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Mark Shenton’s week: Would it be so wrong for men to play female leads in musicals?

We’re in a welcome era of gender-blind Shakespeare, with the recent triumphant opening of Michelle Terry’s Henry V at Regent’s Park Open Air Theatre, Harriet Walter soon to add Prospero to her CV for the Donmar, and Glenda Jackson to play King Lear at the Old Vic. But no man has (yet) sought to set out his stall to play Momma Rose in Gypsy or Elphaba in Wicked.

Not quite, anyway. During one wonderful West End Recast show, I did get to hear Nick Holder sing a truly stirring Defying Gravity. And last week, the Broadway star Jeremy Jordan made his London debut with a cabaret set at the Hippodrome that opened with him tearing into Momma Rose’s Everything’s Coming Up Roses – and he proceeded to sing so many songs that had been originated by women that it could not have been an accident: Sally Durant’s Losing My Mind from Follies; Don’t Rain on My Parade from Funny Girl; Over the Rainbow from The Wizard of Oz; even snippets of Memory from Cats and Celine Dion’s hit It’s All Coming Back to Me Now.

But even more interesting than the choices were his interpretations: he did them without an ounce of irony or apology, but with total sincerity and conviction. It was an object lesson in owning the repertoire. There was also a bravura confidence that Broadway’s finest always exude.

Yet on Broadway, while not exactly two a penny, he’s just one of a generation of younger performers who made their mark young and are now turning into leading men themselves: the role call also includes Matthew Morrison, Aaron Tveit, Gavin Creel, Will Swenson, Steven Pasquale and Chad Kimball. Right now London has Broadway’s Andy Karl about to open in Groundhog Day, and Creel of course originated The Book of Mormon in the West End. Can we please have some of the others over here soon? And if not in a show, then at least at the Hippodrome? Paging producer Darren Bell, who was behind the Jeremy Jordan concerts.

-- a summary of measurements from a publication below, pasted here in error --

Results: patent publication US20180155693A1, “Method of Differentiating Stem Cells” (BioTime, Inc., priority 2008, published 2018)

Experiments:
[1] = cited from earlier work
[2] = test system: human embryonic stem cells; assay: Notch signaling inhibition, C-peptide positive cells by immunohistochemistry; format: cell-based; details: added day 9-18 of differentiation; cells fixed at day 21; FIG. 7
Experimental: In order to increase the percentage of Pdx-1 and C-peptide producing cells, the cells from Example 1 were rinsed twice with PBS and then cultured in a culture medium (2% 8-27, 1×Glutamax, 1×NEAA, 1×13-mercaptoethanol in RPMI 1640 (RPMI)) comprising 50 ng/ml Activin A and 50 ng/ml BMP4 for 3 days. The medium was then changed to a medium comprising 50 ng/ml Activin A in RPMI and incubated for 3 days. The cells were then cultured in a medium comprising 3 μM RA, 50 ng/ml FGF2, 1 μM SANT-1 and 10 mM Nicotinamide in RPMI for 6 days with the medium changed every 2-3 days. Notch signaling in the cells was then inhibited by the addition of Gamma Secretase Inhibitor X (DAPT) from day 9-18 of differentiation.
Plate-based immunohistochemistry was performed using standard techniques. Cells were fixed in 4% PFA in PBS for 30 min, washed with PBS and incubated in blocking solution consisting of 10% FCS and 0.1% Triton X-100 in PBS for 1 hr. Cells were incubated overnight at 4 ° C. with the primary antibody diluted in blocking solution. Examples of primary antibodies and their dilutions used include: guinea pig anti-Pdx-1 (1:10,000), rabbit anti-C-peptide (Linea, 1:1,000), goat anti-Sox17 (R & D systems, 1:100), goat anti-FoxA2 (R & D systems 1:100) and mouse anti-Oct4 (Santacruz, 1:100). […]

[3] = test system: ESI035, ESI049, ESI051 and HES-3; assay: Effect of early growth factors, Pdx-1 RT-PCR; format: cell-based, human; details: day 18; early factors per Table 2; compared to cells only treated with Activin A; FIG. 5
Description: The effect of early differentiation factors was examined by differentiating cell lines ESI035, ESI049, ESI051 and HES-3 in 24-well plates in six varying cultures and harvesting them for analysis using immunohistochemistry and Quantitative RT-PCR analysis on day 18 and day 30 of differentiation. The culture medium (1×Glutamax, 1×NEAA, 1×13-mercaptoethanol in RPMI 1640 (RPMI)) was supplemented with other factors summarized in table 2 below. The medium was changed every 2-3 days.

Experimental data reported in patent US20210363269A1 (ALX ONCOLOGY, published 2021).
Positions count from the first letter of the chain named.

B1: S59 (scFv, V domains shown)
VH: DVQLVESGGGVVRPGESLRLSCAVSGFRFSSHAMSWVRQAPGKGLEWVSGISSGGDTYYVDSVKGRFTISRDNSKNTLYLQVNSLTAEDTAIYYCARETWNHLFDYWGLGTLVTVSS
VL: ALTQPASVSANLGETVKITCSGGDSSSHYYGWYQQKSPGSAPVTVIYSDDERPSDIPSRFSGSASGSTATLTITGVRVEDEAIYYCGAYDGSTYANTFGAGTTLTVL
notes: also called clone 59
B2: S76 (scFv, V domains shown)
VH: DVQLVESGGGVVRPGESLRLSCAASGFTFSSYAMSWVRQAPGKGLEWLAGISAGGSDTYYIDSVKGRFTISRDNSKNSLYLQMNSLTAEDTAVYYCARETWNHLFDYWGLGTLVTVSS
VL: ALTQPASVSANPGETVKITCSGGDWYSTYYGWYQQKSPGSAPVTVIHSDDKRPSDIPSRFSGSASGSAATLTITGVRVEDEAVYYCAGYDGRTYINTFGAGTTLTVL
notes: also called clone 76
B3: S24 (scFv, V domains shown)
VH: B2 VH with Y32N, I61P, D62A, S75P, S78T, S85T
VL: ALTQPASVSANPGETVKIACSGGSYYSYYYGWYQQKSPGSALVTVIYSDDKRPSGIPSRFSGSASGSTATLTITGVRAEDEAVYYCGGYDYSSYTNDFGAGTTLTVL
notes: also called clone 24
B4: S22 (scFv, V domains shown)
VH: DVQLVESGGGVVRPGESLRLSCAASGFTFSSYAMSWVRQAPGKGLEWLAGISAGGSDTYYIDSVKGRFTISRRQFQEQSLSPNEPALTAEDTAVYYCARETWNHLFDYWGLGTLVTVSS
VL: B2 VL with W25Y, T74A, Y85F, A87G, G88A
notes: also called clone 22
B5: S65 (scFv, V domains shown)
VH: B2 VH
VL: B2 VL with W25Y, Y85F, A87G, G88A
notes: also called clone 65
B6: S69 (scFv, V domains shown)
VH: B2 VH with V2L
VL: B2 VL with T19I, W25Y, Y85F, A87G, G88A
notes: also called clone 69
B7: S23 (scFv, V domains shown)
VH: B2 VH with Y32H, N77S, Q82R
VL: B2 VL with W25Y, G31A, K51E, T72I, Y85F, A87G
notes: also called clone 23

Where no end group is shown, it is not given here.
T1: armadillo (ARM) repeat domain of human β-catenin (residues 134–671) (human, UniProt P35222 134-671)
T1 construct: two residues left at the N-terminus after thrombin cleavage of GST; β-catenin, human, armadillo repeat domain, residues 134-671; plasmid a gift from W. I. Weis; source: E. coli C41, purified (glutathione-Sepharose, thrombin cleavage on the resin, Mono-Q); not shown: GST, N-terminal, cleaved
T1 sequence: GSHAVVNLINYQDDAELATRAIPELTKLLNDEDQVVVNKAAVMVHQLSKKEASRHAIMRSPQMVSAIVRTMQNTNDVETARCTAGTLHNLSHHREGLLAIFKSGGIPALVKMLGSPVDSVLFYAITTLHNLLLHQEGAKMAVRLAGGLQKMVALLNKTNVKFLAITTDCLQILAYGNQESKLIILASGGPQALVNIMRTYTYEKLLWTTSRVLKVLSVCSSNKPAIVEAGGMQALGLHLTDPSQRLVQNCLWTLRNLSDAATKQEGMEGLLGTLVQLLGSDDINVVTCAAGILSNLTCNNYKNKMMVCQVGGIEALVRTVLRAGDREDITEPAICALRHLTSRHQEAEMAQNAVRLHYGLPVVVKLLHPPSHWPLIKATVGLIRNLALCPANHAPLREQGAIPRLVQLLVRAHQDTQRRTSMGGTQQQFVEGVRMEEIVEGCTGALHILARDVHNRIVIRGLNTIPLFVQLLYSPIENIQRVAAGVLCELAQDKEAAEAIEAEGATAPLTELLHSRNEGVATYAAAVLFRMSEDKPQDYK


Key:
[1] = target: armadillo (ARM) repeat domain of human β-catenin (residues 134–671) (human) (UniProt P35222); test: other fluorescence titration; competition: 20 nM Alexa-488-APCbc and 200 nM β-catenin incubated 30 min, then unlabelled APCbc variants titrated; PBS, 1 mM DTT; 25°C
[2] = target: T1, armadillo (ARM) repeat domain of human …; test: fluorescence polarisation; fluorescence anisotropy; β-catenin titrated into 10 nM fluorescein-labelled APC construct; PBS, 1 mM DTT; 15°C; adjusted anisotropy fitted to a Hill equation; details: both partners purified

I went to see Jeremy Jordan’s late night show last Thursday after a day on which I’d spent six hours on a train, travelling to Scarborough and back, as part of an unusual mission. Critics are not typically privy to the rehearsal room: the closest I usually get to them is when I go to interview actors in their lunch breaks. But last week Scarborough’s Stephen Joseph Theatre – the theatrical home of Alan Ayckbourn, who for nearly 50 years has been premiering at least one new play a year there – invited me to attend a run-through of Ayckbourn’s latest show for the theatre, The Karaoke Theatre Company.

It wasn’t so much to observe the process, as to take part in it. There is a serious amount of audience participation – in fact it can’t happen without it – and they needed guinea pigs. So spectators were being invited daily to be part of it. I won’t give away what happens, but suffice it to say that my husband ended up having a starring role (and seized it with gusto).

Ayckbourn handily has his own rehearsal studio attached to his house, about 15 minutes from the town centre, so he doesn’t have far to go to work. It was also wonderful to observe the genius writer/director watching his own creation come to life in front of this select audience. I can’t wait to see it again in the theatre itself, where it runs in rep from July 8 to October 7.